• Box–Cox transformation;
  • Monte Carlo simulation;
  • seasonal variation;
  • tipping bucket rain gauges;
  • waiting times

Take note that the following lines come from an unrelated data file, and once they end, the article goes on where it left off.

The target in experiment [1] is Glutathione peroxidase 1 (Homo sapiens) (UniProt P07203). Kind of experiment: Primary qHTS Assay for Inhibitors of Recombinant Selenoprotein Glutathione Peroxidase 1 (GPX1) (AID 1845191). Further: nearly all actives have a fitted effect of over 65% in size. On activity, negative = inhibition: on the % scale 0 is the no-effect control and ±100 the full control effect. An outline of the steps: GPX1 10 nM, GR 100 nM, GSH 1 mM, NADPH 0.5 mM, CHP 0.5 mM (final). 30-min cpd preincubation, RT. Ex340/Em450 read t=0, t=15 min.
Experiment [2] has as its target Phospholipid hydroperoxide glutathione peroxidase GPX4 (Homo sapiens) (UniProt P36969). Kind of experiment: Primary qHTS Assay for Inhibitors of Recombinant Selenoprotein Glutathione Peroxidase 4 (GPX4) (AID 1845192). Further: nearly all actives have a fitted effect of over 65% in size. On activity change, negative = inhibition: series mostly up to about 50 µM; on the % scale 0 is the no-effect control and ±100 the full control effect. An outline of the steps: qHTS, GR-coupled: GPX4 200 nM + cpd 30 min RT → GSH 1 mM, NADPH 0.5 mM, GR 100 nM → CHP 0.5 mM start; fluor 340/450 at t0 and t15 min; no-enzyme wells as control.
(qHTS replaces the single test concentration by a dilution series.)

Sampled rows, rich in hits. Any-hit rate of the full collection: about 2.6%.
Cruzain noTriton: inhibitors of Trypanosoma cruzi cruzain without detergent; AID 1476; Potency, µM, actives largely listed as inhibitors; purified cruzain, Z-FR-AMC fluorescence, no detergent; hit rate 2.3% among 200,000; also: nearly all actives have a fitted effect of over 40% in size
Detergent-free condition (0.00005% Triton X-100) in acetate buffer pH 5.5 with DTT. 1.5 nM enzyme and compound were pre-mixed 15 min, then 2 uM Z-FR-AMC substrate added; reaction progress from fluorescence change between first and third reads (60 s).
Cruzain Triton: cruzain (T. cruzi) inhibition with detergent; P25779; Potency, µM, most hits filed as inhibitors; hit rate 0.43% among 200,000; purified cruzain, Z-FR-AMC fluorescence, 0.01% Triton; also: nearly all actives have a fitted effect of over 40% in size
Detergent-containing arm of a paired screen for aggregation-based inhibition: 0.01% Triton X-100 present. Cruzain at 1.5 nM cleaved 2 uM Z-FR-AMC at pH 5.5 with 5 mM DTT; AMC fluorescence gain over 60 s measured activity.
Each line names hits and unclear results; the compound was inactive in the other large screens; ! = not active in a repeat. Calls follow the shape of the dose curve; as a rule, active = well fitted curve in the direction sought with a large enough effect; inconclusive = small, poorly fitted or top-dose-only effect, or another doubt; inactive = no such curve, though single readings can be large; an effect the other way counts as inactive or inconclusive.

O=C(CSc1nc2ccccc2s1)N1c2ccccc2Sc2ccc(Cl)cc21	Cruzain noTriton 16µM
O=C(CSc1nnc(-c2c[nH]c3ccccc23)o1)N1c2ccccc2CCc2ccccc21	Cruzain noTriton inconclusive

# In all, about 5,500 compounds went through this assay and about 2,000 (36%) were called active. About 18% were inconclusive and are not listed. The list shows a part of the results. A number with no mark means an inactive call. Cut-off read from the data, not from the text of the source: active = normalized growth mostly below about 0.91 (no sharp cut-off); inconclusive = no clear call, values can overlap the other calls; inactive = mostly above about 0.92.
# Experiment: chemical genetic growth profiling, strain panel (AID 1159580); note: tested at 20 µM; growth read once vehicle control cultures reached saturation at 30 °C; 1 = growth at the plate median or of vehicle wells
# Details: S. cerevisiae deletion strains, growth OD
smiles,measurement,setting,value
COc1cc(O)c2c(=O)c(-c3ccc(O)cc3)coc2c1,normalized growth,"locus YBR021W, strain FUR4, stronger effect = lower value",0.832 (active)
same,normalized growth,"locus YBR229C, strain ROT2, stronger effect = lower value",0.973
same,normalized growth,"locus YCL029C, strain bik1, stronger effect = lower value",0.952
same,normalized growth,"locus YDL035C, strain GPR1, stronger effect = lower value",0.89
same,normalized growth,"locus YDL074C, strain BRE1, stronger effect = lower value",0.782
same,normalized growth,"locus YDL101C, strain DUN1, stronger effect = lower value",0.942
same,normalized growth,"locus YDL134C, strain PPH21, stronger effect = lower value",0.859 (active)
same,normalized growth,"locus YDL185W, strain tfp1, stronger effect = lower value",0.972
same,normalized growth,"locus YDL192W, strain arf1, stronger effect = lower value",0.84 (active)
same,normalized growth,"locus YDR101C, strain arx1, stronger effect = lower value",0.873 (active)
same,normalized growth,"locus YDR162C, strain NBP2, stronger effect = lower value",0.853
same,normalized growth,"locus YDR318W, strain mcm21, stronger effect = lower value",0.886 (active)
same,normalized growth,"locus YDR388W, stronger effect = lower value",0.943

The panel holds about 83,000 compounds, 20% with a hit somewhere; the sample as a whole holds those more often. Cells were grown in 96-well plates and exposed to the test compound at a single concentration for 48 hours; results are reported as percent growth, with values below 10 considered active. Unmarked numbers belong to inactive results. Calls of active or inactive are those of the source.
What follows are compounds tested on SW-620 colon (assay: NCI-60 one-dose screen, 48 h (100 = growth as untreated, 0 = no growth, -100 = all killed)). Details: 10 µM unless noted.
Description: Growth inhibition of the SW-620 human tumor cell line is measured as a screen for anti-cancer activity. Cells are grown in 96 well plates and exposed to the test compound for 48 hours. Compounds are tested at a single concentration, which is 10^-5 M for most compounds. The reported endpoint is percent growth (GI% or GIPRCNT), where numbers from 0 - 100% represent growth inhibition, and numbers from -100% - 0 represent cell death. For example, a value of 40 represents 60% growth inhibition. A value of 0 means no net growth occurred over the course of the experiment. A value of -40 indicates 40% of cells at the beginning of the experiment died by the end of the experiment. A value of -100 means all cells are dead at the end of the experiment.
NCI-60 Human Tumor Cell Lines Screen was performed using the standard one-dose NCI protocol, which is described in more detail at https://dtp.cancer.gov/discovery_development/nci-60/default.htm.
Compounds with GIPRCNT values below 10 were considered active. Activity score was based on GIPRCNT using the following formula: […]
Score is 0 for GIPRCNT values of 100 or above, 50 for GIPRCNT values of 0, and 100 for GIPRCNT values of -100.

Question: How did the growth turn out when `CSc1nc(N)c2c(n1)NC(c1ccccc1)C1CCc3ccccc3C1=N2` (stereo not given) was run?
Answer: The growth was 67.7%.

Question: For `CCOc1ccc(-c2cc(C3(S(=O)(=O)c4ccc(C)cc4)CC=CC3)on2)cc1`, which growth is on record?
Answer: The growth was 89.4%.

A time series of tipping bucket recordings of very high temporal and volumetric resolution precipitation is modelled using Markov chain models. Both first and second-order Markov models as well as seasonal and diurnal models are investigated and evaluated using likelihood based techniques. The first-order Markov model seems to capture most of the properties of precipitation, but inclusion of seasonal and diurnal variation improves the model. Including a second-order Markov Chain component does improve the descriptive capabilities of the model, but is very expensive in its parameter use. Continuous modelling of the Markov process proved attractive because of a marked decrease in the number of parameters. Inclusion of seasonality into the continuous Markov chain model proved difficult. Monte Carlo simulations with the models show that it is very difficult for all the model formulations to reproduce the time series on event level. Extreme events with short (10 min), medium (60 min) and long (12 h) durations were investigated because of their importance in urban hydrology. Both the descriptive likelihood based statistics and the predictive Monte Carlo simulation based statistics are valuable and necessary tools when evaluating model fit and performance. Copyright © 2012 John Wiley & Sons, Ltd.